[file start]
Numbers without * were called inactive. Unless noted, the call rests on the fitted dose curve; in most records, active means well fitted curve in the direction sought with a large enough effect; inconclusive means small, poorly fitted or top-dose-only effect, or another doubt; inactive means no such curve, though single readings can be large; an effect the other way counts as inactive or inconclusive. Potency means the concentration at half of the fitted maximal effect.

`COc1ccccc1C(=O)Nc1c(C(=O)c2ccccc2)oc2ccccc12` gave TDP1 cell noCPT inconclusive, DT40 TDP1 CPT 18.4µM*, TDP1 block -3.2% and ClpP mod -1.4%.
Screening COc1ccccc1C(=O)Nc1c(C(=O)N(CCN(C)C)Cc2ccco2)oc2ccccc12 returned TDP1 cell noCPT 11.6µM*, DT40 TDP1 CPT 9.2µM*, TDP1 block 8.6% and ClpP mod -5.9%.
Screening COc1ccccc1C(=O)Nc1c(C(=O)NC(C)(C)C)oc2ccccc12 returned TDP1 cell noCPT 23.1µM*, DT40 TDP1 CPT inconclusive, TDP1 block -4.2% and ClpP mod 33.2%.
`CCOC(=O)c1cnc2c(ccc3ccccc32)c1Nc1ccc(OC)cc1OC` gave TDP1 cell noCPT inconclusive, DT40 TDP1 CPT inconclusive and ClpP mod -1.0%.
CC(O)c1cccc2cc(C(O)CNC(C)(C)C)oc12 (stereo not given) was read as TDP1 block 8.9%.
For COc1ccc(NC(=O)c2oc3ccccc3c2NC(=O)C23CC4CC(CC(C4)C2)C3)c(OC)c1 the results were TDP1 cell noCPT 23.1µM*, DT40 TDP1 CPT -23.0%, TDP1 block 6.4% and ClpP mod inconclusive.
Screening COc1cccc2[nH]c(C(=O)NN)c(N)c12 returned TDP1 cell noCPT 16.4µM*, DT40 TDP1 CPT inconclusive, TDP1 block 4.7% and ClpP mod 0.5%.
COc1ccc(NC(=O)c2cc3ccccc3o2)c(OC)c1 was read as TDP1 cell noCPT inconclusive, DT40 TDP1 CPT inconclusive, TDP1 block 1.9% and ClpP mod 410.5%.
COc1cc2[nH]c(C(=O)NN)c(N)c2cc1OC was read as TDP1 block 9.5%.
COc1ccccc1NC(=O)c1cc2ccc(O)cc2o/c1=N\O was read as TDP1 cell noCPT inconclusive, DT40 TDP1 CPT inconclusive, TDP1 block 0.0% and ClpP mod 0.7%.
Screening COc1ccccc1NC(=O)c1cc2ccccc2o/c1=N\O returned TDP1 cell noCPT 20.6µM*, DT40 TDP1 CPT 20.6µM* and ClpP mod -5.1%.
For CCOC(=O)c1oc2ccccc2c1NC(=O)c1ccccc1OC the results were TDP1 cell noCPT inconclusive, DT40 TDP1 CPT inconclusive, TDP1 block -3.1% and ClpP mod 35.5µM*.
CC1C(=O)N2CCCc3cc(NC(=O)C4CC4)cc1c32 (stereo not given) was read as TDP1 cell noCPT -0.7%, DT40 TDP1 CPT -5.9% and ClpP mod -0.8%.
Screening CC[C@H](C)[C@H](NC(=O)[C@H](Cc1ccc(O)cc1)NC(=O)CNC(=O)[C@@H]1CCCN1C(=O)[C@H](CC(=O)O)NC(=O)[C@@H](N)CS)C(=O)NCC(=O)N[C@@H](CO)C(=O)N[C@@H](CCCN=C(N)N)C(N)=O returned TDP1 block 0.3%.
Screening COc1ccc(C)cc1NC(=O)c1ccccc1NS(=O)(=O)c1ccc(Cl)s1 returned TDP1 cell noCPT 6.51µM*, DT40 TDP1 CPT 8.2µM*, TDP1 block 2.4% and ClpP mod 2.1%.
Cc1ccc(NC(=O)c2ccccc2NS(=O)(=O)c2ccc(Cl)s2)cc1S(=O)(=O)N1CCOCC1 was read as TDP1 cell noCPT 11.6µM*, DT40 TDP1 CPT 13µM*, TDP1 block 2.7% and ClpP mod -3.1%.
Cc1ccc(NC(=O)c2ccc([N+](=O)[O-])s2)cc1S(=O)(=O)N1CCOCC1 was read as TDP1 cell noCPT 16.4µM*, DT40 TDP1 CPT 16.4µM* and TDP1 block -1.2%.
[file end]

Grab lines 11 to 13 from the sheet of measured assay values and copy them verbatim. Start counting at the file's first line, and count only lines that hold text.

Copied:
COc1ccccc1NC(=O)c1cc2ccc(O)cc2o/c1=N\O was read as TDP1 cell noCPT inconclusive, DT40 TDP1 CPT inconclusive, TDP1 block 0.0% and ClpP mod 0.7%.
Screening COc1ccccc1NC(=O)c1cc2ccccc2o/c1=N\O returned TDP1 cell noCPT 20.6µM*, DT40 TDP1 CPT 20.6µM* and ClpP mod -5.1%.
For CCOC(=O)c1oc2ccccc2c1NC(=O)c1ccccc1OC the results were TDP1 cell noCPT inconclusive, DT40 TDP1 CPT inconclusive, TDP1 block -3.1% and ClpP mod 35.5µM*.